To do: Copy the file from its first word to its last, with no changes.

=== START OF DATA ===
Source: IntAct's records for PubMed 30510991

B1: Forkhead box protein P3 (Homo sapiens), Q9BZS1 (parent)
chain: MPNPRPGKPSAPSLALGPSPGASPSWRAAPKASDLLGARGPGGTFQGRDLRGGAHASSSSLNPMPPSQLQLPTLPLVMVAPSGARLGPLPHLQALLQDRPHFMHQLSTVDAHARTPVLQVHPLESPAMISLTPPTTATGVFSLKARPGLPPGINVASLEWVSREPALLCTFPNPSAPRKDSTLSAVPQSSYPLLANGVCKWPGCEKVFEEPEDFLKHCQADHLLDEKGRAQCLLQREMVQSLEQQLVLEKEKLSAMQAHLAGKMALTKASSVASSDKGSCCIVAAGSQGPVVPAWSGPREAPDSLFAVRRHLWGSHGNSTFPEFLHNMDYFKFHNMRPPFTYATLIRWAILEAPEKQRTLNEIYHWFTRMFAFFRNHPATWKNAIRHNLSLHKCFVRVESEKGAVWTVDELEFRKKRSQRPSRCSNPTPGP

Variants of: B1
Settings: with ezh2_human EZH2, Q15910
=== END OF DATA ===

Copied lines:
Source: IntAct's records for PubMed 30510991

B1: Forkhead box protein P3 (Homo sapiens), Q9BZS1 (parent)
chain: MPNPRPGKPSAPSLALGPSPGASPSWRAAPKASDLLGARGPGGTFQGRDLRGGAHASSSSLNPMPPSQLQLPTLPLVMVAPSGARLGPLPHLQALLQDRPHFMHQLSTVDAHARTPVLQVHPLESPAMISLTPPTTATGVFSLKARPGLPPGINVASLEWVSREPALLCTFPNPSAPRKDSTLSAVPQSSYPLLANGVCKWPGCEKVFEEPEDFLKHCQADHLLDEKGRAQCLLQREMVQSLEQQLVLEKEKLSAMQAHLAGKMALTKASSVASSDKGSCCIVAAGSQGPVVPAWSGPREAPDSLFAVRRHLWGSHGNSTFPEFLHNMDYFKFHNMRPPFTYATLIRWAILEAPEKQRTLNEIYHWFTRMFAFFRNHPATWKNAIRHNLSLHKCFVRVESEKGAVWTVDELEFRKKRSQRPSRCSNPTPGP

Variants of: B1
Settings: with ezh2_human EZH2, Q15910